Planes we can handle. We don’t really talk about planes, perhaps because they’re rarely leaky or perhaps because we can imagine ourselves on one with the family going to Bali. We can identify with planes. But we’d never be caught dead on a boat. Not like these ones. Boats must be sneaky, devious sorts because we know that if we had $10 000 we’d spend it on a plane ticket – how have these leaky, foreign boats convinced anyone to part with that kind of money when there are shiny Qantas planes to be caught around the corner at the airport? No, boats are not welcome here in Australia.
Planes have people on them. Human pilots in handsome uniforms fly planes and transport people to Australia. Boats are piloted by people smugglers (and not the good kind like that guy from Schindler’s List...) and transport ‘illegals’ to Australia. We don’t need a court to tell us boats are guilty – we know all about boats and their secret agenda. Boats clandestinely want to deposit large amounts of criminal matter onto our shores, which will slowly but surely eat away at our standard of living and fray the edges of our social fabric. We’ve seen what boat arrivals did to another Australian culture 200 years ago and we sure as hell don’t want it to happen to us.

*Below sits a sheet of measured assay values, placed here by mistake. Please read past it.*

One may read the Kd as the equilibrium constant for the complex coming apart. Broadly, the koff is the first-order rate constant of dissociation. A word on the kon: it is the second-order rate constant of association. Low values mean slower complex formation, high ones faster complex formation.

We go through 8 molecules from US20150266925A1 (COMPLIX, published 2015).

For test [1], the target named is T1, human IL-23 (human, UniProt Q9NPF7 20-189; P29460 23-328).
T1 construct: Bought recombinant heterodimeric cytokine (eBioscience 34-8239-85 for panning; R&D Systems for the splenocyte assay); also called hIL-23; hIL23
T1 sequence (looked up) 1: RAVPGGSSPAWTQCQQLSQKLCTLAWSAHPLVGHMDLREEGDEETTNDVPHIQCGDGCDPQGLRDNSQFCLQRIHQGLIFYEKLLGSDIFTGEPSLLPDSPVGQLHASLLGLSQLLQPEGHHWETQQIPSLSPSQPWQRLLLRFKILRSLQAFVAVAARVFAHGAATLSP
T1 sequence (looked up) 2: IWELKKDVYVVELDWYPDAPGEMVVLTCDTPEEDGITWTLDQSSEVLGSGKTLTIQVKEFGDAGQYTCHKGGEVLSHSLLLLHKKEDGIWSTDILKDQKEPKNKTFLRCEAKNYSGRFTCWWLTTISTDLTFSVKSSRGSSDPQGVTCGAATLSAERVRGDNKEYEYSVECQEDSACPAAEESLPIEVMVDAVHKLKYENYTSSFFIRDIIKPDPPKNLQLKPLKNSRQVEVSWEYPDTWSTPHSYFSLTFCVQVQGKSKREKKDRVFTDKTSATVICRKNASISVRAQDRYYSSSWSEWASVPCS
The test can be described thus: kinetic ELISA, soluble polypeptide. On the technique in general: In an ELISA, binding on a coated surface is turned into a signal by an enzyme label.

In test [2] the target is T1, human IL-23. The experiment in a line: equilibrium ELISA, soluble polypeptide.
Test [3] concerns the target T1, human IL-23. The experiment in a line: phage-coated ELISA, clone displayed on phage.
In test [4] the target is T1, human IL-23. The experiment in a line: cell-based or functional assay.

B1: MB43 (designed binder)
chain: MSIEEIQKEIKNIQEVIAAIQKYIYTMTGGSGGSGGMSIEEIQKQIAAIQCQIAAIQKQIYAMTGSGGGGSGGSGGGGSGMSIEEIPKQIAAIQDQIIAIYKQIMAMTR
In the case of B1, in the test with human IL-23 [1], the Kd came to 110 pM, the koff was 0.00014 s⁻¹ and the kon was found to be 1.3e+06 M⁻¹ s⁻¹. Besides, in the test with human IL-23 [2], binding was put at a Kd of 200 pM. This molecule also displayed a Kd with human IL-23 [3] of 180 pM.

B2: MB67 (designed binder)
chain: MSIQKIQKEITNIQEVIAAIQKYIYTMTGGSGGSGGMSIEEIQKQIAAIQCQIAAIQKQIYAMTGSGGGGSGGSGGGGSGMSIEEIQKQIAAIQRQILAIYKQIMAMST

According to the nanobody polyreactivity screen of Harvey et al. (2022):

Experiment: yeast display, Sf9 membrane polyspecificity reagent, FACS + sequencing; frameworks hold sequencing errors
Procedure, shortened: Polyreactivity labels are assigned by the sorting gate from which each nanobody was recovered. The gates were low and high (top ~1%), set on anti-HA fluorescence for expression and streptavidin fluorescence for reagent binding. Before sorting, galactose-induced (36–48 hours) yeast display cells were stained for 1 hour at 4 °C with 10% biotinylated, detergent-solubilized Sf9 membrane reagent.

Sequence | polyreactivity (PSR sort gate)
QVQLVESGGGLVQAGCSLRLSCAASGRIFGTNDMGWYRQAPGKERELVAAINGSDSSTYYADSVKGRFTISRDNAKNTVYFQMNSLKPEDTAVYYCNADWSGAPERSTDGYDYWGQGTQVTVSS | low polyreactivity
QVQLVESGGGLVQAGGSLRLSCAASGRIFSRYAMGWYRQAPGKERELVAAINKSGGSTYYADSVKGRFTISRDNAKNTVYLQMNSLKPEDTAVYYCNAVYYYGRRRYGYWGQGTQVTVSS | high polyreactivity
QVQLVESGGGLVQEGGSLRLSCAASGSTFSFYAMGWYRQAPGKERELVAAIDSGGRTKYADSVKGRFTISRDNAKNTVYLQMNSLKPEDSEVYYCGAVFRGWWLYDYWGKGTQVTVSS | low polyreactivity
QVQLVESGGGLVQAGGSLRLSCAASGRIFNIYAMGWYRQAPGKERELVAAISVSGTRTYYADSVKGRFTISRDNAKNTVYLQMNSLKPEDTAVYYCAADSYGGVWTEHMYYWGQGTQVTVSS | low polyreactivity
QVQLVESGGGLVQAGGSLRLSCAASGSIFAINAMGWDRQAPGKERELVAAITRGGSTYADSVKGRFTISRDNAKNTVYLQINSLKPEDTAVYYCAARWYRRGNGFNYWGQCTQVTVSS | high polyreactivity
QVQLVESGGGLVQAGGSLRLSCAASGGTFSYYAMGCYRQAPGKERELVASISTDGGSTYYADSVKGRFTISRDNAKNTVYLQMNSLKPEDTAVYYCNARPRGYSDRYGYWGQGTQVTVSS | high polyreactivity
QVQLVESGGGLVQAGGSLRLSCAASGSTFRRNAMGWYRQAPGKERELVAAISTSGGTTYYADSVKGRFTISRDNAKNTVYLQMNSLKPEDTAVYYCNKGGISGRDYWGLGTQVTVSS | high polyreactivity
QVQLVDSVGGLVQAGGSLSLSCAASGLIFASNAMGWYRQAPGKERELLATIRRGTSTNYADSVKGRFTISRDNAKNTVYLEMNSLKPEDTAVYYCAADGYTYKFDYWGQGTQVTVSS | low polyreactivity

Prime Minister Julia Gillard and other politicians don’t like boats, but they do like people, and their children. So much so they kiss them in shopping centres before elections. At times, it seems, boats do actually have people on them, rather than criminals, but we learn from politicians that this rare occurrence always coincides with those times that the boats haven’t made it.
Boats aren’t safe for people, and all sides of politics agree – we love people and don’t want to see them harmed. If any people had arrived, rather than this criminal matter that is the usual cargo, we’d certainly go to any expense to protect them.
With the few boats carrying real people so unreliable, and the overwhelming majority of boats arriving with criminal intent, what other option do we have? Would $292 million buy really good swimming lessons for the real people we care about? Or maybe a permanent land bridge? Then at least we’d be able to see people pushing their way through the queue and move them to the back of the line. It’s a long way to walk, yes, but unlike boats we do like bikes. With the exception of inner-city Melbourne hipsters who ride dangerous bikes without brakes, maybe Australians could donate our very safe bikes. Better yet, we could get that bright Aussie Dick Smith to invent some floating bikes and we could save money on the bridge... though we’d still need to patrol the borders to make sure the people we care about are safely wearing their helmets. And to ensure the queue remains orderly.
You may laugh, but we need to start thinking creatively like this, because it’s hard to marry our righteous boatophobia with our innate desire to protect desperate people from harm and to respect their right to seek asylum here.
I know there are people who feel sorry for the boats. But I’m not one of them, no matter what those bleeding hearts might say about this form of transportation. We know the Universal Declaration of Human Rights declares that people are free to seek asylum here –but it doesn't mention those rights for boats. Boats must be stopped.
And then maybe we can build that bridge between ourselves and suffering people.
Brad Chilcott is a Lead Pastor and activist for refugees and asylum seekers in Australia.